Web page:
These parallels are not only fascinating but historically significant. They change the way we remember silent film history. As film historian David Bordwell recently observed, the 1910s are an underappreciated decade as far as cinema is concerned.[1] Much of canonical film history, if it deals with the 1910s at all, briefly waxes rhapsodic about the well-known films of D. W. Griffith and Charlie Chaplin before moving on to the 1920s as if no other worthwhile cinema was produced between the nickelodeon era and the end of World War I. Nothing could be farther from the truth! The 1910s were a time when creativity ran wild and free. And while it would be an exaggeration to say that anyone could make movies (film industries were still largely closed off to people of color, especially in the United States), it is true that film industries worldwide were considerably more open to women than they were in the 1920s and beyond. The ongoing Women Film Pioneers Project at Columbia University has identified hundreds of women who worked behind the camera in silent film industries worldwide, and continues to make new and fascinating discoveries. It was a time when filmmakers could devise weirder, more creative, and indeed, more political films than they could get away with under the commercially-minded studio systems of the 1920s onward. And Filibus is a perfect example of this exuberant creativity.

As unique as it is, Filibus shares many defining characteristics with other 1910s films: it’s fast-paced, feminist, wildly (sometimes outlandishly) inventive, and, tragically, not nearly as well-remembered as it deserves to be. Its recent rediscovery, therefore, is not only a gift to cinema fans, but also a reminder of how much more remains to be discovered. Although a massive portion of silent films (anywhere from 60-95%, depending on who you ask) has been lost due to the ravages of time and the intentional destruction of prints, new discoveries and restorations remind us that one thing is never lost: hope! But to realize that hope, we need to look beyond the established canons of silent film and seek out a greater understanding of what’s actually out there. Filibus is an amazing film that fully deserves all the attention it can get. That it is not completely one-of-a-kind is all the more reason to celebrate it. A truly enjoyable film with an irrepressible spirit of feminist liberation, Filibus serves as a valuable reminder that no matter how much we think we know about cinema, there’s always something new waiting for us to discover.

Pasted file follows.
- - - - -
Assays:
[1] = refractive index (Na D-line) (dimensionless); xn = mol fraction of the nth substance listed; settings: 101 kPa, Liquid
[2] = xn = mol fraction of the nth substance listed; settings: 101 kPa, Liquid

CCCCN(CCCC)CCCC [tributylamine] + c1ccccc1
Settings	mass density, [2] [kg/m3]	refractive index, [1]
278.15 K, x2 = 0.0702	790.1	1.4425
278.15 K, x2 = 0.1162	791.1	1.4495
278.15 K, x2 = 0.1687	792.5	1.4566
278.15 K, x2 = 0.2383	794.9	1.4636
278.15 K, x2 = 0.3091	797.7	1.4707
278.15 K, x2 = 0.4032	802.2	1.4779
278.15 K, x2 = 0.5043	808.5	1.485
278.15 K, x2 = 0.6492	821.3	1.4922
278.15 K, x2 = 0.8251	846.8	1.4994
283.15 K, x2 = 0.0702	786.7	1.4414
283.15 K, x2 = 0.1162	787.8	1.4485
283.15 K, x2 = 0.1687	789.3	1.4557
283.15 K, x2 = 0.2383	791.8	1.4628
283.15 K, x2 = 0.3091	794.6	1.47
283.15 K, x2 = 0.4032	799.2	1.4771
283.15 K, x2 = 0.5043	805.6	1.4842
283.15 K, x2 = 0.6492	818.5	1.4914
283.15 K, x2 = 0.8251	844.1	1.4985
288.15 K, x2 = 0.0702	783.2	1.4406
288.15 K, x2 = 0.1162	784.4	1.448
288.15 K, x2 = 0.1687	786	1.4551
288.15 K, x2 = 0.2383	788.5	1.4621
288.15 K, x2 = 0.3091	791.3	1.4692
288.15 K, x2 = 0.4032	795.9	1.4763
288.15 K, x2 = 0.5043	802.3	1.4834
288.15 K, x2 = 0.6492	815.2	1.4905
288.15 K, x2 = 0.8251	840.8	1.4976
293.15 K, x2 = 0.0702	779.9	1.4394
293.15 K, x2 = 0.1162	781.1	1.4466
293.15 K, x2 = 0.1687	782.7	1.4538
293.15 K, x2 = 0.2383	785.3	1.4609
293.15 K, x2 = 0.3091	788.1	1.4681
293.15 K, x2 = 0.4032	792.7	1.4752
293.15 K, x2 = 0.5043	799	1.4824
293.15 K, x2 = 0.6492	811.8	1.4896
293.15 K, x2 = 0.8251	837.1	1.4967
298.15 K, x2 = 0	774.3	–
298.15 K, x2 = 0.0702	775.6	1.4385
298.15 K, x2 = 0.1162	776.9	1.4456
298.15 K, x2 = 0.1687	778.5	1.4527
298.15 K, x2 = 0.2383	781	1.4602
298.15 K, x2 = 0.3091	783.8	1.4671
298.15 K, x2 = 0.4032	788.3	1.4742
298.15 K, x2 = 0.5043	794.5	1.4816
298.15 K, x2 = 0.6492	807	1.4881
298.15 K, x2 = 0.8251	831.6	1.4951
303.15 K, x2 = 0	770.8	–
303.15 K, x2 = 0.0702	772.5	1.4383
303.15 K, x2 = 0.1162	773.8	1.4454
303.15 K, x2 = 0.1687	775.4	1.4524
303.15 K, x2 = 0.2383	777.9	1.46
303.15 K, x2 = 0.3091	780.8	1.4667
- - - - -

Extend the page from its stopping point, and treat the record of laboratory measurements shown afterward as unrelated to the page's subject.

[1] David Bordwell, “Thrills and Melodrama from the 1910s,” Observations on Film Art (blog). January 19, 2022.

Edited by Maggie Hennefeld and Michelle Baroody

These screenings are made possible by the University of Minnesota’s Imagine Fund as part of the Twin Cities Silent Film Project, organized by Maggie Hennefeld, Associate Professor of Cultural Studies and Comparative Literature. With live piano accompaniment by Katie Condon and a video introduction by Elif Rongen-Kaynakçi (EYE Film Museum).